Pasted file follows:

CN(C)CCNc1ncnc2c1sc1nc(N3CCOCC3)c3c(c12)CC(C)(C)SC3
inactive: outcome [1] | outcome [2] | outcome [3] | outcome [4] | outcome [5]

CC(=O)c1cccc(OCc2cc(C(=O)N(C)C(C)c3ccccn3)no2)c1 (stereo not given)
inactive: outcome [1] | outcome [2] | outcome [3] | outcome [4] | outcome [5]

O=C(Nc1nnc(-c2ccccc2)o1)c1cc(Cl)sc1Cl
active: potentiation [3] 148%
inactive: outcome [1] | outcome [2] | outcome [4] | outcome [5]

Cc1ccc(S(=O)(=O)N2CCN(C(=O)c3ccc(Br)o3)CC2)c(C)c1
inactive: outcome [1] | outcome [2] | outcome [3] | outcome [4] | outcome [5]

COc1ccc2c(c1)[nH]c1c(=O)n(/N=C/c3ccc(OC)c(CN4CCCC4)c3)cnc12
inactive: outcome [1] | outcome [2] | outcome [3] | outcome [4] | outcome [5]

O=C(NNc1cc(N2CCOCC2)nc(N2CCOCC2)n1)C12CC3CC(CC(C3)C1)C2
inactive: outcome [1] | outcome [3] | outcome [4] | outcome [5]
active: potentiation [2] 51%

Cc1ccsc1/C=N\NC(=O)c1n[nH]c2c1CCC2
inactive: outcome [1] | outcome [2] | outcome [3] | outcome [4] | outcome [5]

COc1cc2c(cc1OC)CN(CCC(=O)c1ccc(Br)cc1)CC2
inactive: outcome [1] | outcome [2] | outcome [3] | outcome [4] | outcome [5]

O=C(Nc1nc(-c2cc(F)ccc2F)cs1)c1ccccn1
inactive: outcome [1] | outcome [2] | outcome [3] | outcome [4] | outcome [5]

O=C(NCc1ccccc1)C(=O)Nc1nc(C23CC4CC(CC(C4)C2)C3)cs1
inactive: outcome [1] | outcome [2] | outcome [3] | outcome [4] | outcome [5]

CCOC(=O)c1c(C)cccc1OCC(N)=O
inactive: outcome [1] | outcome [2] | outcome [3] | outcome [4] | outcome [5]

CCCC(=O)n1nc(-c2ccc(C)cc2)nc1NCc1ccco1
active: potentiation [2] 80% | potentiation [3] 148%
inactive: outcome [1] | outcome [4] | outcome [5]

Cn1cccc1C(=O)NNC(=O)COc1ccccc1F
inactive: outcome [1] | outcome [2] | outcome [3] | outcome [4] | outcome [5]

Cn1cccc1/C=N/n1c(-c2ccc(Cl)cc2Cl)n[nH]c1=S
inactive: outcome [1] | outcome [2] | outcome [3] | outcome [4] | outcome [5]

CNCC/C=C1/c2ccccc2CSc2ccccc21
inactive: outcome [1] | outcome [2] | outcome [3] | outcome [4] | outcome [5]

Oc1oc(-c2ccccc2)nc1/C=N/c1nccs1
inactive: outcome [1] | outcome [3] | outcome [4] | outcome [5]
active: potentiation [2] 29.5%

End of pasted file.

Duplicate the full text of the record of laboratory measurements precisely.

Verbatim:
CN(C)CCNc1ncnc2c1sc1nc(N3CCOCC3)c3c(c12)CC(C)(C)SC3
inactive: outcome [1] | outcome [2] | outcome [3] | outcome [4] | outcome [5]

CC(=O)c1cccc(OCc2cc(C(=O)N(C)C(C)c3ccccn3)no2)c1 (stereo not given)
inactive: outcome [1] | outcome [2] | outcome [3] | outcome [4] | outcome [5]

O=C(Nc1nnc(-c2ccccc2)o1)c1cc(Cl)sc1Cl
active: potentiation [3] 148%
inactive: outcome [1] | outcome [2] | outcome [4] | outcome [5]

Cc1ccc(S(=O)(=O)N2CCN(C(=O)c3ccc(Br)o3)CC2)c(C)c1
inactive: outcome [1] | outcome [2] | outcome [3] | outcome [4] | outcome [5]

COc1ccc2c(c1)[nH]c1c(=O)n(/N=C/c3ccc(OC)c(CN4CCCC4)c3)cnc12
inactive: outcome [1] | outcome [2] | outcome [3] | outcome [4] | outcome [5]

O=C(NNc1cc(N2CCOCC2)nc(N2CCOCC2)n1)C12CC3CC(CC(C3)C1)C2
inactive: outcome [1] | outcome [3] | outcome [4] | outcome [5]
active: potentiation [2] 51%

Cc1ccsc1/C=N\NC(=O)c1n[nH]c2c1CCC2
inactive: outcome [1] | outcome [2] | outcome [3] | outcome [4] | outcome [5]

COc1cc2c(cc1OC)CN(CCC(=O)c1ccc(Br)cc1)CC2
inactive: outcome [1] | outcome [2] | outcome [3] | outcome [4] | outcome [5]

O=C(Nc1nc(-c2cc(F)ccc2F)cs1)c1ccccn1
inactive: outcome [1] | outcome [2] | outcome [3] | outcome [4] | outcome [5]

O=C(NCc1ccccc1)C(=O)Nc1nc(C23CC4CC(CC(C4)C2)C3)cs1
inactive: outcome [1] | outcome [2] | outcome [3] | outcome [4] | outcome [5]

CCOC(=O)c1c(C)cccc1OCC(N)=O
inactive: outcome [1] | outcome [2] | outcome [3] | outcome [4] | outcome [5]

CCCC(=O)n1nc(-c2ccc(C)cc2)nc1NCc1ccco1
active: potentiation [2] 80% | potentiation [3] 148%
inactive: outcome [1] | outcome [4] | outcome [5]

Cn1cccc1C(=O)NNC(=O)COc1ccccc1F
inactive: outcome [1] | outcome [2] | outcome [3] | outcome [4] | outcome [5]

Cn1cccc1/C=N/n1c(-c2ccc(Cl)cc2Cl)n[nH]c1=S
inactive: outcome [1] | outcome [2] | outcome [3] | outcome [4] | outcome [5]

CNCC/C=C1/c2ccccc2CSc2ccccc21
inactive: outcome [1] | outcome [2] | outcome [3] | outcome [4] | outcome [5]

Oc1oc(-c2ccccc2)nc1/C=N/c1nccs1
inactive: outcome [1] | outcome [3] | outcome [4] | outcome [5]
active: potentiation [2] 29.5%